The first day of school always comes with a few uncertainties. Dropoff is often a confused tangle of cars. Students scramble to find new classrooms. If there’s a dress code, more than a few students are likely to wear something that doesn’t quite cut it. This school year — our second during a pandemic now haunted by the Delta variant — even more concerns were added to those back-to-school lists. Families wondered what in-person classes will look like as schools continue to shore up COVID-19 protocols to keep their students, faculty and staff healthy and safe.
“First of all, students and employees will be wearing masks the entire time they’re on campus,” says Joe Martinez, principal at Carpenter Community Charter School in Studio City. The only time masks will be removed is when students or staff are eating or drinking. Martinez says Carpenter Community Charter administrators are making the most of outdoor time. “We have an open-air pavilion where students have traditionally eaten outside,” he says, “but we [added] an additional lunch to cut down on the number of kids sharing tables.”
Pivoting to follow local and state protocols and mask-wearing per the recommendations for the Centers for Disease Control and Prevention (CDC) is only the beginning when it comes to safety considerations. Dr. Smita Malhotra, medical director of the Los Angeles Unified School District (LAUSD), says, “We have some of the highest safety precautions in the nation.” LAUSD classrooms added upgraded air filtration systems, increased custodial staff and daily online health checks through Daily Pass, the health check app built specifically for the district. “You pick the school that you’re going to and then it goes through a series of health questions,” Malhotra explains. After a family fills in their student’s information, the program generates a QR Code that schools scan at their front gates. “If they’re not able to do this before they arrive, then we do the health screening questions when they do,” Martinez says.
If a student feels ill while on an LAUSD campus, they can see a campus nurse. If a school nurse is not available, Malhotra says, “There’s always a way to contact one in our district.”
For Highland Hall Waldorf School in Northridge, student temperature checks is one proven safety measure school staff members are ticking off their morning checklist. Highland Hall is also continuing best practices that include social distancing and mask wearing. Cara Lisco, Highland Hall’s director of advancement and operations, says employing all their available resources has helped this independent school pivot quickly while maintaining a safe learning environment. “We have both the indoor and the outdoor classrooms for all of our grades, so are able to respond to whatever L.A. County requires of us,” Lisco says.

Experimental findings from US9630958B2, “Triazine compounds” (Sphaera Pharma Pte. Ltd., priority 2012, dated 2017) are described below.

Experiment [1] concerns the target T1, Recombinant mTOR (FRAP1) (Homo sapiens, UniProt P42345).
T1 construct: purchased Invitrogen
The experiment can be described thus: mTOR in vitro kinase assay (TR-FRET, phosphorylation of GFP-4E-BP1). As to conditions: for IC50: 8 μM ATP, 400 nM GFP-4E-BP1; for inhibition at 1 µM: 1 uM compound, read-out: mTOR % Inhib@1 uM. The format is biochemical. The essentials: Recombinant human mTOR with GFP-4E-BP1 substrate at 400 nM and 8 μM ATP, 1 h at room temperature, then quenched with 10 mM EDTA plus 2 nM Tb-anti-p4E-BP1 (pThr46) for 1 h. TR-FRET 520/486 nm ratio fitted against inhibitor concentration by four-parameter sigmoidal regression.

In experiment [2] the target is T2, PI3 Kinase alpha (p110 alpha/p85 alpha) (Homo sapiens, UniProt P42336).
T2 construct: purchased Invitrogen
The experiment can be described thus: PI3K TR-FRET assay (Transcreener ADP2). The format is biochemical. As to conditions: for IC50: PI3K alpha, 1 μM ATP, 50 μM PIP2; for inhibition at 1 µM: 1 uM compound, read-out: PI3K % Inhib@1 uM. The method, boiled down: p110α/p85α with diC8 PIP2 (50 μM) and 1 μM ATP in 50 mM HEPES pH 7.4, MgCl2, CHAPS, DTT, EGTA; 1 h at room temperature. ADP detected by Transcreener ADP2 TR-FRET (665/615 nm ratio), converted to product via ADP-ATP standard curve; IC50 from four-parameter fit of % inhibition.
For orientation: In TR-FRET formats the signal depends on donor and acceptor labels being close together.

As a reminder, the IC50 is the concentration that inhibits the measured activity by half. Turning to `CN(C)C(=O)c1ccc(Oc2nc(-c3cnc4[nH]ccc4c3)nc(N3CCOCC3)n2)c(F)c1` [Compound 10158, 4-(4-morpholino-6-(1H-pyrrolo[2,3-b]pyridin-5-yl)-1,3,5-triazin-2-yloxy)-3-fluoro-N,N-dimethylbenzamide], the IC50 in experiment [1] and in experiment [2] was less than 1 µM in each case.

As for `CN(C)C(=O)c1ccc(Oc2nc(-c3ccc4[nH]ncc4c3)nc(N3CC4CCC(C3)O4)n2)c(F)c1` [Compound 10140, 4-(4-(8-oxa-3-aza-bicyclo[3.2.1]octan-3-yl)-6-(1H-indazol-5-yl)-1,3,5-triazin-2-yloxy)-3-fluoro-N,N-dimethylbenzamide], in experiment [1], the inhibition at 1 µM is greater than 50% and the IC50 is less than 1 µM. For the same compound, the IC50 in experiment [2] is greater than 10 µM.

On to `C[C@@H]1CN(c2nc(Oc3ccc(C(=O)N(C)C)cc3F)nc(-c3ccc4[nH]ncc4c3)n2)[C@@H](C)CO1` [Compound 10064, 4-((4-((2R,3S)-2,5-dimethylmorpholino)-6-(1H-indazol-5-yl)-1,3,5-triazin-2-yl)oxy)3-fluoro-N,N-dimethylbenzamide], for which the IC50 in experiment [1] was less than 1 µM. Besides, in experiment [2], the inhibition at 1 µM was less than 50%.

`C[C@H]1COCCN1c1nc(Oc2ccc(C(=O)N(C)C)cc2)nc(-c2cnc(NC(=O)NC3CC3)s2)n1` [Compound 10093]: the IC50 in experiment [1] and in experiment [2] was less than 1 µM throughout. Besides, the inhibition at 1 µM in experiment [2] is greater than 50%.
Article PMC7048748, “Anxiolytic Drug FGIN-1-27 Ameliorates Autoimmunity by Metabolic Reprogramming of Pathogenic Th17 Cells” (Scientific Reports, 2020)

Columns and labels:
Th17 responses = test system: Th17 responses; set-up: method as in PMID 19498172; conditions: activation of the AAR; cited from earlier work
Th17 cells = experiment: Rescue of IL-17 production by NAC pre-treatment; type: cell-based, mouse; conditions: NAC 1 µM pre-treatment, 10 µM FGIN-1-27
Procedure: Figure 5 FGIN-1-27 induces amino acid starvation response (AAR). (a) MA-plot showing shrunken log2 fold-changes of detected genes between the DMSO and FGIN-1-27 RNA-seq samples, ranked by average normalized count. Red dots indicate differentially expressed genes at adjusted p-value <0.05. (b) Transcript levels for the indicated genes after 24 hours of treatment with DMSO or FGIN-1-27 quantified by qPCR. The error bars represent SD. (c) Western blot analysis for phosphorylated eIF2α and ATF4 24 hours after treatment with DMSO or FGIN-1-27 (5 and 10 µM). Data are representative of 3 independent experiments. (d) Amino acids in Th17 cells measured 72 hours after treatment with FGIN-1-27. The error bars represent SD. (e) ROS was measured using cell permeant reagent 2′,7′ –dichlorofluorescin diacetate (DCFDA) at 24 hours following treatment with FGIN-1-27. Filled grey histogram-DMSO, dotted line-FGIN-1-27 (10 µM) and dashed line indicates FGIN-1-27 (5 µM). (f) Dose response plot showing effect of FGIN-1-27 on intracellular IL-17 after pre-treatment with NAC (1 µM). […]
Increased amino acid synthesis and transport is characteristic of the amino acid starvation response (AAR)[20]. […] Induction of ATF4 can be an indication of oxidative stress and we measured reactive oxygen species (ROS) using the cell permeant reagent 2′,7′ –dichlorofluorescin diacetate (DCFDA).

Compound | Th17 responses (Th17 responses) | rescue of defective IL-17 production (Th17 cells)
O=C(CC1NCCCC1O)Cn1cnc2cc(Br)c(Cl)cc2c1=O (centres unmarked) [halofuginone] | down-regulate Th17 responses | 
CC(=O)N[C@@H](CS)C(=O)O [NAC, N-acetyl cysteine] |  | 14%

Elizabeth Adams, principal of Valley Charter School in Van Nuys, has a thorough safety program that includes health screenings, temperature checks, masking and changing up playground time. “We have different areas on the field, so there will be a rotation each week,” Adams says. This way, the school can keep track of which children are playing together while also allowing freedom for a playtime filled with fun.
Carl Sabatino, head of school at Bridges Academy in Studio City, has vigorous safety precautions. Spreading out drop-off times, using clear plastic dividers to improve distancing and mask-wearing are all part of the plan. Sabatino says a big concern is keeping their younger, unvaccinated students safe. “The younger ones are going to cohort in their own building,” he says. “They’re on their own floor and have exits outside so they don’t have to be in a hallway.” Bridges Academy is also performing COVID-19 testing on their students regularly.